Lyme Disease, otherwise known as Borreliosis, is the most common disease transmitted by ticks in the UK. Lyme disease is caused by a bacteria called Borrelia burgdorferi and, in dogs, the most common symptoms are joint stiffness and pain, lameness, a reduced appetite, fever and swollen glands. These symptoms are not very specific so it is important to know if a dog has been in contact with ticks in order to help with diagnosis. Antibiotics and anti-inflammatory drugs can be used to effectively treat the disease.

Tick-Borne Encephalitis and Louping Ill

Tick-Borne Encephalitis (TBE) and Louping Ill are diseases that are closely related. It is relatively rare for dogs to develop clinical signs of TBE, but in people, it is more common. There are different strains of the virus, some more severe than others. The disease is found across most of Europe. In dogs that do develop clinical signs these include: fever, as well as neurological signs, such as a loss of coordination, trembling, convulsions and paralysis, which can lead to death. There are no specific treatments available to kill the virus so treatment revolves around treating the symptoms. This lack of a specific treatment means that tick control is particularly important.

Babesiosis

Babesiosis is caused by a microscopic parasite called Babesia, which is carried in ticks saliva. It is more common in warmer climates and southern Europe but in recent years with climate change and a greater movement of pets has been seen in northern Europe. Once a dog is infected, it can also transmit the disease through its bite and blood. It is thought that the parasite takes a little while after the tick has bitten a dog to be transmitted, which emphasises the importance of quick removal of ticks.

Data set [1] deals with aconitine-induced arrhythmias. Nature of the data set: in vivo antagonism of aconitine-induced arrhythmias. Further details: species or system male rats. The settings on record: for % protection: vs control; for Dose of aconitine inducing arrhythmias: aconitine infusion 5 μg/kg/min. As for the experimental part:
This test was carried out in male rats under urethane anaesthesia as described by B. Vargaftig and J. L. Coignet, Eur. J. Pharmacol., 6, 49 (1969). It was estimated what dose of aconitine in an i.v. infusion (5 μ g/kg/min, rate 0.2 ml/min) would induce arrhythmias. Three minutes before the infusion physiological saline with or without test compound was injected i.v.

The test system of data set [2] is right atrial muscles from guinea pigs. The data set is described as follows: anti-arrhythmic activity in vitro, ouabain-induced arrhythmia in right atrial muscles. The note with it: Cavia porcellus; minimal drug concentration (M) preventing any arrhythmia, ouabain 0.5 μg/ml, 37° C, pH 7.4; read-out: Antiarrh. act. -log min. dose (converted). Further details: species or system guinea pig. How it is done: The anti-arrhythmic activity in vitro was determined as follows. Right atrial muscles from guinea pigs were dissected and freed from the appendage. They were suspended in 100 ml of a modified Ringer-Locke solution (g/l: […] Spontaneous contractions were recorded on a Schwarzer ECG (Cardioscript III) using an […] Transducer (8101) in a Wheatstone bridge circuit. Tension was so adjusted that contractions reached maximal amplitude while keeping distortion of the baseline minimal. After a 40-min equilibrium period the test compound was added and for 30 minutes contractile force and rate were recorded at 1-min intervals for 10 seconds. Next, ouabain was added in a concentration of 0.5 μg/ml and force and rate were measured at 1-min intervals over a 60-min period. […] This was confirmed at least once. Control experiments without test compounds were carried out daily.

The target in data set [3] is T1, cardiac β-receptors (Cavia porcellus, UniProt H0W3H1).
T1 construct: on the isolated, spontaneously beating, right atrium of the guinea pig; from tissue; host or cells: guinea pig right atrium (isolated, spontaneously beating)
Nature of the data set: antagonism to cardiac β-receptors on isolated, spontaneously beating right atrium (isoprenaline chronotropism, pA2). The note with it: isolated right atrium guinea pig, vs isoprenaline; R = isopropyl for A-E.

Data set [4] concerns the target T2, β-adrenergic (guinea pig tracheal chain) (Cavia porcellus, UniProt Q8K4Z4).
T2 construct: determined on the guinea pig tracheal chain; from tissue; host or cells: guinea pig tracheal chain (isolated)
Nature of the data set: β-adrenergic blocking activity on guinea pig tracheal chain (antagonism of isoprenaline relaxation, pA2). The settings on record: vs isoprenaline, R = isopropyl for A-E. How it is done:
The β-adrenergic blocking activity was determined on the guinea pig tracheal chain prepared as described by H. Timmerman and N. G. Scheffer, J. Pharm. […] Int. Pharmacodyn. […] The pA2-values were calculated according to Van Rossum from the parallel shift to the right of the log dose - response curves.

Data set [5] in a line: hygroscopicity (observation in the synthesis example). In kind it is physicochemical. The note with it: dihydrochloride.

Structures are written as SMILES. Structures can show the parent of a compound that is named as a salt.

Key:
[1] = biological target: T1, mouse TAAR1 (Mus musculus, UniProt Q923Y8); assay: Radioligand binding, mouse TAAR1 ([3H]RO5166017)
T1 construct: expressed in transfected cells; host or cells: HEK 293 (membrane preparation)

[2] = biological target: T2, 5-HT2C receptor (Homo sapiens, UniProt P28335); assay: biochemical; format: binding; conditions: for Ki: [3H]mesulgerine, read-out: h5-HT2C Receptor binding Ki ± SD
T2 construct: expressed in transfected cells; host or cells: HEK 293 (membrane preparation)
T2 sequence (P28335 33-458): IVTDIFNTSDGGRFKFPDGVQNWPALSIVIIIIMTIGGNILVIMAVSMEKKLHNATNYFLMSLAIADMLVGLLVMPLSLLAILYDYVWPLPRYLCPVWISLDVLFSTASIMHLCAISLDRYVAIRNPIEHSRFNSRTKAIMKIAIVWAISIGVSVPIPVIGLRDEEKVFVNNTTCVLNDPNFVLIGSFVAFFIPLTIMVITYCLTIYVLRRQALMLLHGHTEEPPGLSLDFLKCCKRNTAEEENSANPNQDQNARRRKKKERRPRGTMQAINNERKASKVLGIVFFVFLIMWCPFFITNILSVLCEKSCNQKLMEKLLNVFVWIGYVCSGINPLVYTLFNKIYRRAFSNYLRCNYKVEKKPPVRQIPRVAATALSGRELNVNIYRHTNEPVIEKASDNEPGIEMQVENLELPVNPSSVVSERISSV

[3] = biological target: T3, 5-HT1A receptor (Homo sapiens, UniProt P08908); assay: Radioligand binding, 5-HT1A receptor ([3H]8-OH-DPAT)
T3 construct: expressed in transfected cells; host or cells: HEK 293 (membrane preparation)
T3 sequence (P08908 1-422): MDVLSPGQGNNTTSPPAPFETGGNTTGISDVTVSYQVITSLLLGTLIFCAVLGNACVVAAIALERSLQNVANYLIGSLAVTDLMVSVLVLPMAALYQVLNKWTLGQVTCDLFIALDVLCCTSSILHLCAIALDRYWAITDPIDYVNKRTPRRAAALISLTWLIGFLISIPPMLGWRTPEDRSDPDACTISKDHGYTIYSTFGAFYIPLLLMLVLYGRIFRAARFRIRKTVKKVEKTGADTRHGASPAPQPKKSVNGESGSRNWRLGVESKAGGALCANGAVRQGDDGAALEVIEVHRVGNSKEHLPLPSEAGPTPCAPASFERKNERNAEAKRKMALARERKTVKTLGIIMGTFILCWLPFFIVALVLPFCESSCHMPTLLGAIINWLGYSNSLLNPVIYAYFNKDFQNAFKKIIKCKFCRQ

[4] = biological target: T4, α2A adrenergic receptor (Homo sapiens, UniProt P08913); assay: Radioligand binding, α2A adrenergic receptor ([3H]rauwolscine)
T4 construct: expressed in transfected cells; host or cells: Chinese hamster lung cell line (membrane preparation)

The Babesia parasite hides in the dog’s red blood cells, preventing the immune system from attacking it and causing the red blood cells to explode. Common symptoms include anaemia, lethargy, fever, reduced appetite, jaundice, dark brown urine, fast breathing and swollen glands. The disease can be treated with medications that are effective, but can have side effects, however, if left untreated, it can be fatal. Although the this type of Babesia parasite can spread between dogs it is not thought to be a great risk to people. Dogs infected with Babesia are also commonly infected with Ehrlichia.

Bartonellosis

This disease is caused by a bacteria called Bartonella. It can be spread from animals to humans, although it is not usually fatal in people. In dogs, common symptoms include, lameness and arthritis, fever, swollen glands, general inflammation and irritation, vomiting, diarrhoea and seizures. The disease can be treated with antibiotics.

Ehrlichiosis

Ehrlichiosis is caused by a parasite transmitted through a ticks saliva. As with Babesiosis it is a disease more common in warmer climates but is now being found in northern Europe. It is also known by several other names including Lahore canine fever, canine rickettsiosis, canine haemorrhagic fever and Nairobi bleeding disease. The parasite hides inside the dogs red blood cells, which provide protection from the immune system and eventually destroys them, spreading the disease further.